Beyond the beautifully staged and shot pictures, Ave Maryam is a black comedy with Catholic guilt as the punchline. Rich with subtexts; but modest, if not poor, with narrative impact.
Underneath the beautiful cinematography and poetic, rare
dialogues, Ertanto Robby Soediskam’s Ave
Maryam (a more clinical title compared to its metaphorical working title, ‘Salt is Leaving the Sea’) is a black
comedy with Catholic guilt as the punch-line. The guilt is the love manifested
in four unique forms of love found in the Bible to contradict each other. All
the burden of love is the cross that Sister Maryam (Maudy Koesnaedi,
profoundly) has to bear in her via dolorosa of life.
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It’s flawed, but Mantan Manten manages to deliver an emotionally gripping look on letting go of love lost from an unusual take on Javanese matrimony tradition.
Farishad Latjuba’s Mantan Manten could easily slip into a maudlin melodrama or simply a mess given its convoluted, ambitious yet heartbreaking premise. The title (literally meaning: former bride) does not suggest otherwise and we know pretty well how romance movies easily sugar-coats tragedy to push an overemotional haul. And yet, Mantan Manten caught me off guard when it acknowledges the flaws and manages to deliver an emotionally gripping look on letting go of love lost from an unusual view of Javanese matrimony tradition.
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Five Feet Apart is like a deliberately sappy fanfiction of The Fault in Our Stars saved by Haley Lu Richardson’s star-making performance and Cole Sprouse’s ethereal charm.
We have seen this kind of terminal romance over and over again. From the lots of award-darling, Love Story (1970), to the surprisingly good John Green’s adaptation, The Fault in Our Stars; or from the lots of sappy Nicholas Sparks’ A Walk to Remember to the melodramatic Jojo Moyes’ Me Before You, Hollywood seems to always find more disease to jerk audiences’ tears with the glorified disease porn movies. Five Feet Apart adds up to that latter list of tearjerker—well-intended and well-acted; but too fixated to the young-adult tropes that it washes down the fore-mentioned two qualities.
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Friend Zone, while building the narrative on an overly familiar material plus some jetset life clichés, can still deliver its hook right at the gut.
Friend Zone adopts an idea that has been too familiar that we almost take it for granted. A story of a guy who falls hard to a girl (vice versa) but ends up as friends, instead of lovers, is a tragedy since forever. Before the term was popularized by Joey Tribbiani in sitcom Friends, Edgar Linton has been friend-zoned by Catherine Earnshaw in Bronte’s Wuthering Heights and, since then, we’ve heard a lot of similar stories or even get ourselves tangled in such stories. That does not refrain this new GDH romance from reminding us on how beautiful and sentimental this state can be.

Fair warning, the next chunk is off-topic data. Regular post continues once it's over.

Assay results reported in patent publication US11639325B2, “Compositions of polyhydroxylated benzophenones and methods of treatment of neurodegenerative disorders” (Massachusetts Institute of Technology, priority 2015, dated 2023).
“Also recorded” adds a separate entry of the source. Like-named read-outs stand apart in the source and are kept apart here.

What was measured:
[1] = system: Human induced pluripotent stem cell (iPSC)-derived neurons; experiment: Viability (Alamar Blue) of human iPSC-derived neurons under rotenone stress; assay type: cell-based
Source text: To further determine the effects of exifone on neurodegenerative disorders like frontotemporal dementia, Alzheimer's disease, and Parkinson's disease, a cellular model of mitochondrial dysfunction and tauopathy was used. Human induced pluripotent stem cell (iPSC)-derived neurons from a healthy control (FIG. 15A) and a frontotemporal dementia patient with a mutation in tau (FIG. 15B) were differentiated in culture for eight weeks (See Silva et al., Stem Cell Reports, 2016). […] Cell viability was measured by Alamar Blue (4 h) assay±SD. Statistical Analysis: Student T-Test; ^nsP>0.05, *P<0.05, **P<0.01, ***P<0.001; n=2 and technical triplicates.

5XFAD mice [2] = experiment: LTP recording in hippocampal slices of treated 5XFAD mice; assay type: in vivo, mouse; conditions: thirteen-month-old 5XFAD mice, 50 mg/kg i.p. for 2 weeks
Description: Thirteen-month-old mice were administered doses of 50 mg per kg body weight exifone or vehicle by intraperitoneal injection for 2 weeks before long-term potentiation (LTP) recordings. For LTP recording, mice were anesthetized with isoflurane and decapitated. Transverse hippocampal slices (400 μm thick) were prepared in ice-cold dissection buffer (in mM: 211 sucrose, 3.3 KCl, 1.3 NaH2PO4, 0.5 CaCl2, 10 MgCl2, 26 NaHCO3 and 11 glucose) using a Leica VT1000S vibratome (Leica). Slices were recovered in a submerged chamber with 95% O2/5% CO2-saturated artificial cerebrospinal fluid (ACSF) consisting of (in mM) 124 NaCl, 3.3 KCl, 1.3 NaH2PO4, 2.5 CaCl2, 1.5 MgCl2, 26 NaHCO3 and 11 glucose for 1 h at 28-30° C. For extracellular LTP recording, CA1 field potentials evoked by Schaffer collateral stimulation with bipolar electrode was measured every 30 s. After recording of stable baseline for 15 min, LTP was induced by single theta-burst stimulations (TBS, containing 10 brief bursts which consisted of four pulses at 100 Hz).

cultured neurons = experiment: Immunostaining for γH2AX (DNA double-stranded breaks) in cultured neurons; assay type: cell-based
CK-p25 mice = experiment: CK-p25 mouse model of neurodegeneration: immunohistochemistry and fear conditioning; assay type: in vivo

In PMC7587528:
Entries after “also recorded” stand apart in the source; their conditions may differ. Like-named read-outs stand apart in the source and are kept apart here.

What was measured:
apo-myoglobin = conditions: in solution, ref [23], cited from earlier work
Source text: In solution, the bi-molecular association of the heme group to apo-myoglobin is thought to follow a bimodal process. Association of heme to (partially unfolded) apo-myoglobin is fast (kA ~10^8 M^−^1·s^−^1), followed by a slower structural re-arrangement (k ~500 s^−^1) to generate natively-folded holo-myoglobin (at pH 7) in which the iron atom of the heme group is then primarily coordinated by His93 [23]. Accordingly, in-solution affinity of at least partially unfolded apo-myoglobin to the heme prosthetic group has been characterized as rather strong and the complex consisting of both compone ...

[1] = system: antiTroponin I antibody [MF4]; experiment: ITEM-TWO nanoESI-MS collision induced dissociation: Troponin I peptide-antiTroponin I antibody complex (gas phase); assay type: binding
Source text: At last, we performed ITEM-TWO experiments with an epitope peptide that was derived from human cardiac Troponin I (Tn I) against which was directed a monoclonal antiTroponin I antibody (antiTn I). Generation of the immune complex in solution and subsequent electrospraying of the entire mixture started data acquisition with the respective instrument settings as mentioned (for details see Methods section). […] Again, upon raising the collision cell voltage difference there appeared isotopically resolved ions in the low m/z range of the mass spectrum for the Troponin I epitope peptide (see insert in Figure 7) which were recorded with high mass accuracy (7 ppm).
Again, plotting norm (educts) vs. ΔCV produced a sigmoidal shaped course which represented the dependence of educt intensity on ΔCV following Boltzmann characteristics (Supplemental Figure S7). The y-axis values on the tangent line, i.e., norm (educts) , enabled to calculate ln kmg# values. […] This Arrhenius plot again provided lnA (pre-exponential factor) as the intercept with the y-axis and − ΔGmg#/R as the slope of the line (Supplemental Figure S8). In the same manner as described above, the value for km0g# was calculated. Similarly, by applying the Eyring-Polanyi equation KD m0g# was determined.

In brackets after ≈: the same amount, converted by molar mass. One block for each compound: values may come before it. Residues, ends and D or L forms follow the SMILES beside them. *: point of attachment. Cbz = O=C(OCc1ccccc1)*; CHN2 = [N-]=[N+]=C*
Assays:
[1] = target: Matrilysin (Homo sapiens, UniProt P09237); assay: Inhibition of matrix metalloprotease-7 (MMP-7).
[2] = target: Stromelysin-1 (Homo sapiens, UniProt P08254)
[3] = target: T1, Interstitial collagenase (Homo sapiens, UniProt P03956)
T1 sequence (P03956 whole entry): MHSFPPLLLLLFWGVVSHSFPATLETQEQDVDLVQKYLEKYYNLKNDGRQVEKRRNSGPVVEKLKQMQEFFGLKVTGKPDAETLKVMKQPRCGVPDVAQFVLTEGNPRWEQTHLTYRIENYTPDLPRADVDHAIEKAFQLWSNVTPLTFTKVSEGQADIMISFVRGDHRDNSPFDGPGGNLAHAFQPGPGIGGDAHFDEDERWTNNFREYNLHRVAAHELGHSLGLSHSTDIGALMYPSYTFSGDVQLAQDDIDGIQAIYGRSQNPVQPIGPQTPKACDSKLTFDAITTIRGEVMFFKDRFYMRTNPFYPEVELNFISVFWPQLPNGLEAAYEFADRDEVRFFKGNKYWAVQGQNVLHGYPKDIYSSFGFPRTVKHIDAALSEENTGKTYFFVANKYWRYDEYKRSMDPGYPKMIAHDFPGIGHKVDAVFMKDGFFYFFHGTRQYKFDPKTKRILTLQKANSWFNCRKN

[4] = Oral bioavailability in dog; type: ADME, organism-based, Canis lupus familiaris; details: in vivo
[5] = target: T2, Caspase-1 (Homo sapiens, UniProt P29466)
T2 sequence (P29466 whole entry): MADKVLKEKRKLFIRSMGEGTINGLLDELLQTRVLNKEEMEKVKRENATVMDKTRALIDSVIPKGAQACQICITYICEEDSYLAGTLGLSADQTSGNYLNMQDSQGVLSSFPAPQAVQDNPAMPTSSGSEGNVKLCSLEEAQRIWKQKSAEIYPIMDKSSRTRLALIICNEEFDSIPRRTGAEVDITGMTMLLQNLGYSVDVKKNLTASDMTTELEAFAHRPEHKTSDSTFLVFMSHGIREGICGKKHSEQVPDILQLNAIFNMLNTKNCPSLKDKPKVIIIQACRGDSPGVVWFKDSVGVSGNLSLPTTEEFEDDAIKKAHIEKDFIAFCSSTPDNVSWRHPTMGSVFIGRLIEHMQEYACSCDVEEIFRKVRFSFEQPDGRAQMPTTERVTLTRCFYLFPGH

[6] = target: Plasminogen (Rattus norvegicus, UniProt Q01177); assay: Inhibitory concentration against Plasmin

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Even when Isn’t It Romantic? fell into the subject it tries to criticize, it’s still uplifting. Thanks to Rebel Wilson.
At the beginning of Isn’t It Romantic, young Natalie was smitten into Pretty Woman when her mother scolded her and indoctrinated her to despise romcoms of any kind. To her, life isn’t like romcom; to her, all the happy endings in romcoms are merely a start of an unhappy life. She grows up being a love cynic (portrayed by Rebel Wilson, all-in with the Australian accent) making a living in New York as an architect who constantly bashes romcom premises until some sh*t happens. She hit her head during a confrontation with a mugger and she wakes up in a romcom… a PG-13 romcom.
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Fall in Love at First Kiss could’ve delivered a more heartwarming romance which pays beautiful tribute to the source material, whichever it refers to.
Fall in Love at First Kiss (一吻定情) adds
another entry to the list of Kaoru Tada’s manga, Itazura Na Kiss screen adaptations
(which has spawned various television series in Japan, South Korea, Thailand
and Taiwan). Chen’s version takes a closer approach to the first Taiwanese
incarnation, It Started with a Kiss (惡作劇之吻), especially by using the established character
names and settings. While the plot might sound eerie and unhealthy in deeper observation,
the movie’s sugarcoating—with bubble-gum visuals and comical characters—can, at
times, divert the attention to a distant lesson.
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Bypassing all the character introductory phases, the romance rift in Dilan 1991 is sadly underwhelming even when the chemistry between Iqbaal and Vanesha starts to make sense.
In a decade
or two, Dilan, as a character, might still be remembered as an illustrious Indonesian
teenage boy icon—rising into some cult status along with Lupus and Si Boy. By
that time, it might not be surprising if new incarnations of Dilan will rise
into prominence; while, Iqbaal Ramadhan’s exhilarating performance (which beats
all the odds) will become a solid benchmark. In like manner, Dilan-Milea
romance might also transcend the time, like Galih & Ratna or others (I was
about to write: Rangga & Cinta from Ada
Apa dengan Cinta?, but then I imagined the backlash). However, that’s not
the case for the movies—both Dilan 1990
and Dilan 1991.
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